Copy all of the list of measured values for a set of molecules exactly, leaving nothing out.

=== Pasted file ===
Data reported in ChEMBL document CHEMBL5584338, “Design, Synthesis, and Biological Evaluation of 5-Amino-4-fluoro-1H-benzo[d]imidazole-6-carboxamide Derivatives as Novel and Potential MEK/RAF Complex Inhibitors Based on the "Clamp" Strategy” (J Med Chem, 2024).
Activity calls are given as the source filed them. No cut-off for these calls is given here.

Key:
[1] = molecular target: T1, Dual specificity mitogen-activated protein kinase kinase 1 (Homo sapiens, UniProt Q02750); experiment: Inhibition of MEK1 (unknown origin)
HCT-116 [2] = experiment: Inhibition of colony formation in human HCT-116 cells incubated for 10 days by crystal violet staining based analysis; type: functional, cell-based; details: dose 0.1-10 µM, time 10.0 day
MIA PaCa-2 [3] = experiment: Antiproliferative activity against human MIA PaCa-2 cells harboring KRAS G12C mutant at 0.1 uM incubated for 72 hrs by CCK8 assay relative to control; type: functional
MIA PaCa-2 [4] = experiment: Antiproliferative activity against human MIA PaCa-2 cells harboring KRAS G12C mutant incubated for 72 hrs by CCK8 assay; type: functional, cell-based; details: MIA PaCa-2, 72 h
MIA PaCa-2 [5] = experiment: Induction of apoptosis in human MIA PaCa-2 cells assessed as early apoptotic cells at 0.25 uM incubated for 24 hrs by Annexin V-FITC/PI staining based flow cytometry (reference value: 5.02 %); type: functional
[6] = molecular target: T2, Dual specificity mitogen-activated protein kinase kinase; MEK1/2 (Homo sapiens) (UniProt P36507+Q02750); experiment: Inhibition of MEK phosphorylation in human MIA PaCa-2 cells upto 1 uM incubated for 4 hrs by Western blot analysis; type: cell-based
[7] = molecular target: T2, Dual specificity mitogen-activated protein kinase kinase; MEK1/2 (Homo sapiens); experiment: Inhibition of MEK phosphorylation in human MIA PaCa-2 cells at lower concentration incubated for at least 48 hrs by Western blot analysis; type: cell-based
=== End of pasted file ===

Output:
Data reported in ChEMBL document CHEMBL5584338, “Design, Synthesis, and Biological Evaluation of 5-Amino-4-fluoro-1H-benzo[d]imidazole-6-carboxamide Derivatives as Novel and Potential MEK/RAF Complex Inhibitors Based on the "Clamp" Strategy” (J Med Chem, 2024).
Activity calls are given as the source filed them. No cut-off for these calls is given here.

Key:
[1] = molecular target: T1, Dual specificity mitogen-activated protein kinase kinase 1 (Homo sapiens, UniProt Q02750); experiment: Inhibition of MEK1 (unknown origin)
HCT-116 [2] = experiment: Inhibition of colony formation in human HCT-116 cells incubated for 10 days by crystal violet staining based analysis; type: functional, cell-based; details: dose 0.1-10 µM, time 10.0 day
MIA PaCa-2 [3] = experiment: Antiproliferative activity against human MIA PaCa-2 cells harboring KRAS G12C mutant at 0.1 uM incubated for 72 hrs by CCK8 assay relative to control; type: functional
MIA PaCa-2 [4] = experiment: Antiproliferative activity against human MIA PaCa-2 cells harboring KRAS G12C mutant incubated for 72 hrs by CCK8 assay; type: functional, cell-based; details: MIA PaCa-2, 72 h
MIA PaCa-2 [5] = experiment: Induction of apoptosis in human MIA PaCa-2 cells assessed as early apoptotic cells at 0.25 uM incubated for 24 hrs by Annexin V-FITC/PI staining based flow cytometry (reference value: 5.02 %); type: functional
[6] = molecular target: T2, Dual specificity mitogen-activated protein kinase kinase; MEK1/2 (Homo sapiens) (UniProt P36507+Q02750); experiment: Inhibition of MEK phosphorylation in human MIA PaCa-2 cells upto 1 uM incubated for 4 hrs by Western blot analysis; type: cell-based
[7] = molecular target: T2, Dual specificity mitogen-activated protein kinase kinase; MEK1/2 (Homo sapiens); experiment: Inhibition of MEK phosphorylation in human MIA PaCa-2 cells at lower concentration incubated for at least 48 hrs by Western blot analysis; type: cell-based